Equinix (Case Study)

Lessons learned from failing to build a design org

Overview

Equinix is a company you’ve probably never heard of, but if they disappeared tomorrow, the entire internet would collapse.

They own most of the facilities around the world that internet traffic goes through. Back in the day, companies would have their own servers and data centers. As the demands on big data grew, it no longer became sustainable to run it all yourself.

All the companies you associate with cloud and data — AWS, Google Cloud, Rackspace, Akamai — host their data in Equinix facilities. Along with all the major companies like Apple, Uber, Airbnb, and anyone else with serious data demands.

So how can a company this large be completely under the radar?

My Role

  • Coordinating with recruiters to interview candidates, doing screening calls, leading in-person interviews
  • Mentoring junior designers
  • Defining product strategy
  • Conducting user research
  • Socializing design and educating stakeholders on the importance of design
  • Keeping the holistic design vision on course across all touchpoints and all new initiatives
  • Making the design process as efficient as possible by finding and choosing the right tools for our team
  • And of course creating wireframes, visuals, user journeys, etc

The Problem:

The big problem Equinix has is that they have trouble explaining what they do. Their online presence is becoming more and more important for communication and generating interest, but right now, it’s not doing its job very well. The writing is convoluted and the content structures make no sense.

It’s a very classic enterprise problem: The company is mapping its internal structures and language onto an external site. In addition to this, Equinix has no prior experience in design thinking, or working with designers.

The Solution:

  1. Rethink how Equinix communicates online.
  2. Spearhead the creation of a design practice at Equinix.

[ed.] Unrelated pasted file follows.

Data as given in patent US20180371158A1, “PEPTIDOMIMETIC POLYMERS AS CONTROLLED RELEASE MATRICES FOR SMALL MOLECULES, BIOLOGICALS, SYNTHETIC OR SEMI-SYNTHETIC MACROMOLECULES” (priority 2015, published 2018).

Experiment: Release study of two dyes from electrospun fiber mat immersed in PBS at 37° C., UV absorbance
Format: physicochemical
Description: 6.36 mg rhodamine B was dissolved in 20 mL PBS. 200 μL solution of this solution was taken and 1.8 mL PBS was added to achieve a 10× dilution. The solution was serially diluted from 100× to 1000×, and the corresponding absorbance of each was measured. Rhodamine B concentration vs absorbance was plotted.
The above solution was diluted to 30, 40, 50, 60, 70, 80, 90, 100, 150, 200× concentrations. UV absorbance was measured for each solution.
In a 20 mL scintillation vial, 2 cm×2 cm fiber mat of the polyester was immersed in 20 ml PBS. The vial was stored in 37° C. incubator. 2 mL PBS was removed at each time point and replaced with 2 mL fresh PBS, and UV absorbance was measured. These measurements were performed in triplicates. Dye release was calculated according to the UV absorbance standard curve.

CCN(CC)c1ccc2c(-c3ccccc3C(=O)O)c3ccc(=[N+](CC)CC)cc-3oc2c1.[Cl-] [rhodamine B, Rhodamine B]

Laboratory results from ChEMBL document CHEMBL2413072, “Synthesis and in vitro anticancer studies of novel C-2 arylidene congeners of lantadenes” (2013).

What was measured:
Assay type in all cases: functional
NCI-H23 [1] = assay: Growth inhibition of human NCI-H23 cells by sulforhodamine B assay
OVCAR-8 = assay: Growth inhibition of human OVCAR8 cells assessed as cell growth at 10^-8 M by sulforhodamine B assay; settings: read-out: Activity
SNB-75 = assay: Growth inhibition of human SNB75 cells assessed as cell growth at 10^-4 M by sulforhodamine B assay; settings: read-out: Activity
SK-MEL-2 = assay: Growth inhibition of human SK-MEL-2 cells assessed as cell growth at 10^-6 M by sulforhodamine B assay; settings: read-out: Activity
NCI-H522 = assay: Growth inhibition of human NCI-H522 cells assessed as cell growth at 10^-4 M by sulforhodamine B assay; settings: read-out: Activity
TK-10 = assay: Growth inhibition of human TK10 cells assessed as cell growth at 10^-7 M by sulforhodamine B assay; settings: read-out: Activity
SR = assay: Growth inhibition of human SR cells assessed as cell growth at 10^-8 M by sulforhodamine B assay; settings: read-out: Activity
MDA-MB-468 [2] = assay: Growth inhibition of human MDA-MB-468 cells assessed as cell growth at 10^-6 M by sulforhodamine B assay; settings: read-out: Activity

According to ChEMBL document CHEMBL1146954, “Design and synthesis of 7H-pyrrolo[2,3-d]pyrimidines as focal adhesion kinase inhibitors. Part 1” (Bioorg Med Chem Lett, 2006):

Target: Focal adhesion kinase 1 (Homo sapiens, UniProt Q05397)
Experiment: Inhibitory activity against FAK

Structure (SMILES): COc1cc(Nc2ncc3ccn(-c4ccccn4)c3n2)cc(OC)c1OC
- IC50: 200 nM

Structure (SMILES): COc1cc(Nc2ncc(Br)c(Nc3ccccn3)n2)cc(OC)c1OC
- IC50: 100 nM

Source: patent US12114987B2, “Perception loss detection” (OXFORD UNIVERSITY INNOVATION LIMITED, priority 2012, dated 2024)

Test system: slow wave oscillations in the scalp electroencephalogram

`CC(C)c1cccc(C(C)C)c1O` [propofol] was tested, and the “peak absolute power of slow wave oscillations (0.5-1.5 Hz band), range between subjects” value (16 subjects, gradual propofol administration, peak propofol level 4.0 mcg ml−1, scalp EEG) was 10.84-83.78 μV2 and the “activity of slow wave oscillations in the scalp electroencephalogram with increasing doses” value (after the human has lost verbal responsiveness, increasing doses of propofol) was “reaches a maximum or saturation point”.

3. Hire on new team members, mentor the current designers, institute new methods and practices to shift the thinking away from internal wants and needs towards our customers.

Outcome:

This project was a mixed bag. In the first 9 months, we had some significant successes:

Created a new tool that enabled customers to search for available cloud services at a particular location

This tool got some of the highest engagement in website history from customers, it got recognized by the executive leadership as one of our best launches, and stakeholders who were previously critical of my process, became my biggest allies.

Installed quantitative tracking tools to gather user research

We installed Hotjar (couldn’t get the budget for Fullstory) and started making use of Google Analytics to tell stories around user behavior in order to get buy-in from stakeholders and senior leadership. 

Began to change the culture around design

Along with what we did through quantitative research, our efforts led to all of our stakeholders slowly coming around and beginning to think in a more user-centered manner. Before, they had the mindset of “let’s put this print brochure on the website”, but after 6 months of me repeating the message and showing results of this user-centered process, everyone was asking “is this good for the user” and “what data do we have”.

Redesigned The Data Center Product Pages

Original
Redesign